Controversy is nothing new to art. Whenever a new art form or movement gains enough traction within the mainstream, scandals are sure to follow. Charles Dickens, Edouard Manet and Leo Tolstoy have all had careers pockmarked by moral outrage. Even legendary masters have not been exempt from the firing line; Michelangelo was once contested over his fresco The Last Judgement.
What separates cinema from other art forms is its link with the public. Cinema is art en masse, in the nature of both its production and its exhibition. Gathering a collection of observers under a huge screen gives it a potency that was quickly realised as a means of manipulation. This advantage of influence did not go unnoticed by political parties. Nazi propagandist Hans Traub declared in an that “without any doubt the film is a formidable means of propaganda.”
Even when the film has not been created with the intent of pushing an ideology, cinema is capable of usurping or unsettling audiences’ preconceived attitudes towards their government or social standing. For some, this was considered dangerous and, therefore, had to be monitored to see what was fit for public consumption.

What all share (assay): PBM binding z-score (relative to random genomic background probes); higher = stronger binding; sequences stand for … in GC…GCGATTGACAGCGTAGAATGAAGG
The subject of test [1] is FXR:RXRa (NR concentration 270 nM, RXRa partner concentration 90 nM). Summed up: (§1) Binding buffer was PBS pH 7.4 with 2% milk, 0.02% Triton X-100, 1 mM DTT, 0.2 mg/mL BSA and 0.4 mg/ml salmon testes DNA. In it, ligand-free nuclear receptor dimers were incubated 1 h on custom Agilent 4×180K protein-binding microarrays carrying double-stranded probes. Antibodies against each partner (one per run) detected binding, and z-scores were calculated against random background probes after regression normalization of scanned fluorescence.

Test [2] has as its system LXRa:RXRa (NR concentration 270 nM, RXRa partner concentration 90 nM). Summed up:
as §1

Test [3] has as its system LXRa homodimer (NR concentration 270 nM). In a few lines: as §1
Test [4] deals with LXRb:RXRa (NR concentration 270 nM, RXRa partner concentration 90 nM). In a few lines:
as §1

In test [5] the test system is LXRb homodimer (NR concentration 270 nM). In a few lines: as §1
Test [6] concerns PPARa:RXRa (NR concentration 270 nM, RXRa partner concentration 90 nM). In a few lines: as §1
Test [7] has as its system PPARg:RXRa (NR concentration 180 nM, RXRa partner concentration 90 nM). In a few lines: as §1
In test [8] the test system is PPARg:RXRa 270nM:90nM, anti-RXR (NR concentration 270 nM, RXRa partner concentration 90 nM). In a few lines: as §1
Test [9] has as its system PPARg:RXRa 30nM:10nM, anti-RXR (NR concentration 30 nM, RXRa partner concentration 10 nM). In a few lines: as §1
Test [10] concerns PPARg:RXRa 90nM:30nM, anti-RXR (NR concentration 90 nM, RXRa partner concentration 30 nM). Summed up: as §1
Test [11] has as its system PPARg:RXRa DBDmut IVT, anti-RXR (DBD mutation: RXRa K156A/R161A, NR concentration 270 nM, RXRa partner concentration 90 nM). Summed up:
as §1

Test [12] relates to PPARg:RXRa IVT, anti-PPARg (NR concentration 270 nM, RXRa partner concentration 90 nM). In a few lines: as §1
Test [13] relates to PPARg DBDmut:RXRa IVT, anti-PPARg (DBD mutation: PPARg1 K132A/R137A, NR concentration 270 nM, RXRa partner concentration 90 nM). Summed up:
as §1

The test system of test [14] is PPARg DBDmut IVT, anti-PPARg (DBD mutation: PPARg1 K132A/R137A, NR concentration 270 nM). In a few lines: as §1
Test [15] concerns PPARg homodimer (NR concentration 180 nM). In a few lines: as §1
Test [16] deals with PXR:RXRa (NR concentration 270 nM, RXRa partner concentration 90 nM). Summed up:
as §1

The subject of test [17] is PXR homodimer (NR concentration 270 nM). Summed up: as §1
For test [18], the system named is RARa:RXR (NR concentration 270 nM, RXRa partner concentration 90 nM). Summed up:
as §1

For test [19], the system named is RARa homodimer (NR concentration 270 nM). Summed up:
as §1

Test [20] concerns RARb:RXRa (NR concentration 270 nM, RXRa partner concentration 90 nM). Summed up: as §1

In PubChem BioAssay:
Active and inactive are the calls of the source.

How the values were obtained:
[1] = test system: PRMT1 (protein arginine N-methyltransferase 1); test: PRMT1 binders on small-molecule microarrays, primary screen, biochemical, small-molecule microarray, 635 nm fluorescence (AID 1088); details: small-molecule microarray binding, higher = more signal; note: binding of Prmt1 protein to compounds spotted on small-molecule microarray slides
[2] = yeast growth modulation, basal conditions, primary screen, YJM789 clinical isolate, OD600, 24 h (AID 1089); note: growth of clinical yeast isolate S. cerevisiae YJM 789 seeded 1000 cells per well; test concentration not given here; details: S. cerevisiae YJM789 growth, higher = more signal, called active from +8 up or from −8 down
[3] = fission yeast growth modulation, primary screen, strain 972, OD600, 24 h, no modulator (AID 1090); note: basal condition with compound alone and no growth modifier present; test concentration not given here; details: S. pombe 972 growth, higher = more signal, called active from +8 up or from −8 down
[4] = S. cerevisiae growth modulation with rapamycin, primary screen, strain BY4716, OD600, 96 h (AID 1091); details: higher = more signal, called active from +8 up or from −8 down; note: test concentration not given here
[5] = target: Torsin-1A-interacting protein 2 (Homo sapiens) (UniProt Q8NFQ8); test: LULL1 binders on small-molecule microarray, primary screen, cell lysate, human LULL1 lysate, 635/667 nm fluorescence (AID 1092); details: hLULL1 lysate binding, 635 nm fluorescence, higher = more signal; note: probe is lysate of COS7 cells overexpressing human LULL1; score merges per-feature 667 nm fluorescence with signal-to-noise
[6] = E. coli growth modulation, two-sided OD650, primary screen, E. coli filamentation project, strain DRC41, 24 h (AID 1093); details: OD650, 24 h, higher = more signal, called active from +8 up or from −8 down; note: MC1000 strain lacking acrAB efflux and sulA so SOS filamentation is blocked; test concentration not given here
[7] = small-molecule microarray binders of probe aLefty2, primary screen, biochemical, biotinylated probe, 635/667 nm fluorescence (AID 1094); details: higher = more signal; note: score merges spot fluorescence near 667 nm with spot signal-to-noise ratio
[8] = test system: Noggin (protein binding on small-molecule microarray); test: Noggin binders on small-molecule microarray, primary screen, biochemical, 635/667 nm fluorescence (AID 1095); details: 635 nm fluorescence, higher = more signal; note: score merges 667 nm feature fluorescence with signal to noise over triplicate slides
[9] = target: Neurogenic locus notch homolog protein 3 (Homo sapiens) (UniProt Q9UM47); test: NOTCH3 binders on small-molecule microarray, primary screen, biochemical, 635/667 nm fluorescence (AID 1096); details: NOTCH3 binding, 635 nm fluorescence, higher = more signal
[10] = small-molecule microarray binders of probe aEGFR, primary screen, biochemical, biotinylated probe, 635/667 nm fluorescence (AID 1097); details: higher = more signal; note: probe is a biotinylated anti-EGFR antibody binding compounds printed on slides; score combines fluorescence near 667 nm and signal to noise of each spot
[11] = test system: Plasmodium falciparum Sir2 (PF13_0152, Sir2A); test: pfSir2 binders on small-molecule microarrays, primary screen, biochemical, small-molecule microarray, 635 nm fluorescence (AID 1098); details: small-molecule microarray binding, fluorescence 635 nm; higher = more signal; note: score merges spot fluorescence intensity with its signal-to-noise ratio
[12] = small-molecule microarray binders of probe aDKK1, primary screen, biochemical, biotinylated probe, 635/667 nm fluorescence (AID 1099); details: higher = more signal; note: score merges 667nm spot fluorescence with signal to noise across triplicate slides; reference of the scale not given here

The list of controversial films is almost endless, especially when you consider the cultural nuances between countries and communities that effects a film’s reception. With that said, specific themes and genres (and filmmakers themselves) populate many lists and articles on this particular topic.
It will come as no real surprise to readers to find that Scorsese’s The Last Temptation of Christ was met with outrage because of its sexualised and religious content. Nor will the censoring of classic ‘Video Nasty’ I Spit on Your Grave (it still remains banned in Ireland). The fact that these films contain extreme acts of violence and sex (often blurring the lines thereof) or tackle sensitive topics such as religion or abuse makes them the easy target of media and public discussion about the impact of cinema.